To the woods once more! The amount of timber on view as the curtain rises on the Royal Ballet's Giselle verges on the unlikely - as unlikely as the lethargic tempi that afflict certain dances in act two. What should have rhythmic pulse and momentum to buoy up the choreography collapses into inertia as the wili Giselle and the repentant Albrecht strike what they hope are romantic poses and wait for the score to free them into movement.

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 Post subject: Re: Royal Ballet "Giselle"
PostPosted: Sat Jan 31, 2004 9:39 am 
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Giselle
By Gavin Roebuck for The Stage

Love that transcends death is the heart of this Roman-tic ballet, staged with clarity by Peter Wright. Designs by John F Macfarlane, with Jennifer Tipton's lighting, capture the atmosphere of the contrasting human and supernatural worlds.

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PostPosted: Sat Jan 14, 2006 8:09 am 
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Giselle
by JUDITH MACKRELL for the Guardian

Acosta dances Albrecht like a prince, but with an edge of the street that brings a very sexy, very exuberant charm to his courtship of Giselle. Rojo, sweetly and gravely centred, is able to articulate each nuance of the choreography with transparent clarity, yet with a fizz of mischief that makes it her own.

published: January 13, 2006
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PostPosted: Wed Jan 18, 2006 4:53 am 
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Giselle
By Gavin Roebuck for The Stage

As Giselle, Tamara Roja failed to convince as an innocent peasant girl. Though childish at times, her Act I portrayal was a little too knowing and teasing and in Act II she unrestrainedly displayed her high extensions rather than keep the lower line consistent with ballets from the Romantic era. Audiences love to see Carlos Acosta dance but he is not really suited to the role of Albrecht. Both Rojo and Acosta are fine dancers but the subtlety and expression of the Romanic era genre does not really suit them.

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PostPosted: Thu Jan 19, 2006 11:40 am 
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Much of the pleasure of reading Critical Dance comes for me when reading several reviews of the same work. I can't think of a time I've seen two sides of the same coin so clearly. Judith Mackrell's "a fizz of mischief that makes it her own," became Gavin Roebuck's "a little too knowing and teasing."

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PostPosted: Tue Jan 24, 2006 1:55 am 
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Giselle, Royal Opera House, London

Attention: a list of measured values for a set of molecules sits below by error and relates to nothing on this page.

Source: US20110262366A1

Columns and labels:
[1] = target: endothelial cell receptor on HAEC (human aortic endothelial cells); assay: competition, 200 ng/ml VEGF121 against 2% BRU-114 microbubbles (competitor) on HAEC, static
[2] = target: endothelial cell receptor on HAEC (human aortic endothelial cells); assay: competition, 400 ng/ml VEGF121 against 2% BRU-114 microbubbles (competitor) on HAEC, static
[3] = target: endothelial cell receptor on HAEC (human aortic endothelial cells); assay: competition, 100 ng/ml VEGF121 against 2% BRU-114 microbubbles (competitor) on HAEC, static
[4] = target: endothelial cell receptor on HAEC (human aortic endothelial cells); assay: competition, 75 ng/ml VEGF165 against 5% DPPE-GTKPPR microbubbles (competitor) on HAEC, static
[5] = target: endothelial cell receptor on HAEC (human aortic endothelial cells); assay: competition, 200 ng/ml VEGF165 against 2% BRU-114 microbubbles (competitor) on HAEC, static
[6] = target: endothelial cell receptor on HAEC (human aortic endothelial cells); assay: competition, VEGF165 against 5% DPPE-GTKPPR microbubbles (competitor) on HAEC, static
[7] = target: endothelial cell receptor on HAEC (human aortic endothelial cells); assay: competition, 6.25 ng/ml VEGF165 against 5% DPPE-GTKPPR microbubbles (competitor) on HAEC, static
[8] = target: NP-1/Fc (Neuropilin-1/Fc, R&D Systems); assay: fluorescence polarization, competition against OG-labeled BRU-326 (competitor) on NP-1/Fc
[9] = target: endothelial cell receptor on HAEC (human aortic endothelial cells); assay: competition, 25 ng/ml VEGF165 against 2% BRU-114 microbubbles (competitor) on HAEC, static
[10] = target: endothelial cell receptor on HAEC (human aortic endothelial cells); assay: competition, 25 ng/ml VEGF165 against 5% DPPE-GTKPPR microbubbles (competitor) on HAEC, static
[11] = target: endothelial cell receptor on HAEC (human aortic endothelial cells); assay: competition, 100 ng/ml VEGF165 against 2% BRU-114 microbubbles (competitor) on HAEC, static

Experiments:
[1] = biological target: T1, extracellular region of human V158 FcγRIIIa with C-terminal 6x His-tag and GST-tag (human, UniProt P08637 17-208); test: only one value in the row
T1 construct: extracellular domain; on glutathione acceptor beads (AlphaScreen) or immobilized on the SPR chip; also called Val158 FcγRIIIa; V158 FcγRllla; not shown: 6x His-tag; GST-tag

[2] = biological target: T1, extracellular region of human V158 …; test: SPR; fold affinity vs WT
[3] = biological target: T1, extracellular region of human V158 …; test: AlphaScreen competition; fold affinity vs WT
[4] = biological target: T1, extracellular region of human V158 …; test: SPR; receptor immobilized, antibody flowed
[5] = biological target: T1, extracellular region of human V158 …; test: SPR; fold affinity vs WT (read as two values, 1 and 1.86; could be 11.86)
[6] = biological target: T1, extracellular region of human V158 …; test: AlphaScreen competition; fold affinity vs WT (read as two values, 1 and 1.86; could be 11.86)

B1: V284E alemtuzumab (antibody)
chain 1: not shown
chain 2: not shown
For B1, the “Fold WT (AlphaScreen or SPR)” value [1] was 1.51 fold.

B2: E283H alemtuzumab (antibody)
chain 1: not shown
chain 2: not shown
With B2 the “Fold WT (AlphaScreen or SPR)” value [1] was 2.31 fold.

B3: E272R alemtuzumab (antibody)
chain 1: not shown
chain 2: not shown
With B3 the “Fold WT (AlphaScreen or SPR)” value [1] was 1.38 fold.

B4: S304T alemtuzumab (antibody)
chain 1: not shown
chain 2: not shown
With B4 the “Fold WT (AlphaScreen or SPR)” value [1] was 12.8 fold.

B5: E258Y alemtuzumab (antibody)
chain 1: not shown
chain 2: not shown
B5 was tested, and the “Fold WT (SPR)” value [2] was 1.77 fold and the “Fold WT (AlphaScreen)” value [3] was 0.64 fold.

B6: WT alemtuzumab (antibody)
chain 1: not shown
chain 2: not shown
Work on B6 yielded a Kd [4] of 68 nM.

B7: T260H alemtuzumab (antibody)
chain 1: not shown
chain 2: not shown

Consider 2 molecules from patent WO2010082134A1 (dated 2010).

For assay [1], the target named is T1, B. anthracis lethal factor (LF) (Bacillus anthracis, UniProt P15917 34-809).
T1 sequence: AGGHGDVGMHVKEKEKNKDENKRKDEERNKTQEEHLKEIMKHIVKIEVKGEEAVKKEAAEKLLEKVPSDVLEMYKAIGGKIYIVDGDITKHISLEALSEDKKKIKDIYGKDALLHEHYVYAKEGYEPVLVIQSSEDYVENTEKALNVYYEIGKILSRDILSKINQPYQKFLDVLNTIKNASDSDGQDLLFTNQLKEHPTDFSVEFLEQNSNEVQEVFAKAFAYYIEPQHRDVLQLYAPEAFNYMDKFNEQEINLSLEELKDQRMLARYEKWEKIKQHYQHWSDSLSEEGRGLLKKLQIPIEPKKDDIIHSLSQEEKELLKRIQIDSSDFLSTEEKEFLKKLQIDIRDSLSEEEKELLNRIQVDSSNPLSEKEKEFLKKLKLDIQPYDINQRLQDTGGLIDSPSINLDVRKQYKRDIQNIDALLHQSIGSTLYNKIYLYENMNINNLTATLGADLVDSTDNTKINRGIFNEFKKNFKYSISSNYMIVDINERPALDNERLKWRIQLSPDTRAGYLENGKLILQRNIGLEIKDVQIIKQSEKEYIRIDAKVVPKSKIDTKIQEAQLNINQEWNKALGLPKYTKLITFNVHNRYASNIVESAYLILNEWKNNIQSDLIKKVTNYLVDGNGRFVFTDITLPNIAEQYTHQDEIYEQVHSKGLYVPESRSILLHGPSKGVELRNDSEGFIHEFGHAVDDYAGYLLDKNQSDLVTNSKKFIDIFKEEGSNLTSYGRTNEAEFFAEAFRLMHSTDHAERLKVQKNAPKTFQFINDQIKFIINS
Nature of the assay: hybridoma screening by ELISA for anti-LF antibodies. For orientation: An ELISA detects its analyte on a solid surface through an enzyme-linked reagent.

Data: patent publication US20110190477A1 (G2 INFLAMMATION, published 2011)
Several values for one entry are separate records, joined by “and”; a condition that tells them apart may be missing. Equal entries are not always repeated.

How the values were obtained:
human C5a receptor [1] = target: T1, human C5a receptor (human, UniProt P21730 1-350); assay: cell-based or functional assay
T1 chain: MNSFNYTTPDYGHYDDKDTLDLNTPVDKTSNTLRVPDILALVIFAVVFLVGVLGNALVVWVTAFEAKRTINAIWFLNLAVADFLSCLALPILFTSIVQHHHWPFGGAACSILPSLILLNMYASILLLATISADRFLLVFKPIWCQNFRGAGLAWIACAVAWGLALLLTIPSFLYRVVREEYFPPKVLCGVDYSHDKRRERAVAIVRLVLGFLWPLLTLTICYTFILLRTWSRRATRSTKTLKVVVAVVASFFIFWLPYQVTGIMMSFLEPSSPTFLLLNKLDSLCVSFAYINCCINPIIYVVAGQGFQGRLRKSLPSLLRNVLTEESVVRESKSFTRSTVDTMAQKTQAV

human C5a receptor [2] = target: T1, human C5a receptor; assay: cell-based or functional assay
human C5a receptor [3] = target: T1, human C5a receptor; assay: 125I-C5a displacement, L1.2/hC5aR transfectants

The Sleeping Beauty, Coliseum, London

by JENNY GILBERT for the Independent

I loved the trance-like rallentando of Acosta's repeated grabs at Rojo's vanishing form, as if trying to embrace a patch of fog. She, for her part, really does appear physically transmuted, as well as sadder and wiser all round. The package is wrapped in ensemble dancing of outstanding discipline by the corps, united in their lust for vengeance yet chillingly serene - a superb company effort.

published: January 22, 2006
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PostPosted: Sun Jan 29, 2006 7:27 am 
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Steps in the right direction
by LUKE JENNINGS for the Observer

Cojocaru's interpretation, everyone seems to agree, is one of the greatest of all time, and she continues to refine it with every performance. Her mad scene is now almost minimal - a whisper rather than a cry. She doesn't do the manic runs any more, and the reprises of her earlier leitmotif steps are so vague and dreamlike as to be barely there. Before dying, and with a last shrugging smile, she apologises to her mother (Sandra Conley), a moment which seems to vibrate in the auditorium's absolute silence. One of the things which makes Cojocaru so poignant in this role is a quality that one senses in the dancer herself.

published: January 29, 2006
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PostPosted: Tue Apr 18, 2006 11:06 pm 
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Giselle, Royal Opera House, London
by ZOE ANDERSON for the Independent

The tall, athletic Bussell isn't obviously frail or ethereal, nor has she much reputation as an actress.

So much for typecasting. Bussell's village girl is immediately real, with a freshness that lifts the ponderous naturalism of Peter Wright's production. ... Her Giselle, like her Cinderella, has an unexpected pragmatic streak. When Albrecht approaches her, she looks him over seriously.

published: April 18, 2006
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PostPosted: Tue Apr 18, 2006 11:39 pm 
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Giselle
by DEBRA CRAINE for the Times

Act II brings Benjamin and Watson their finest moments. A dreamy Benjamin, with the quietest pointe shoes and the slowest adage I’ve seen in Giselle, captures the “here-not here” allure that so confounds Watson’s passionately grieving Albrecht. Most important, there’s a real dramatic connection between the two of them that makes their story come alive so vividly, and there’s never a moment when their emotional intentions aren’t absolutely clear.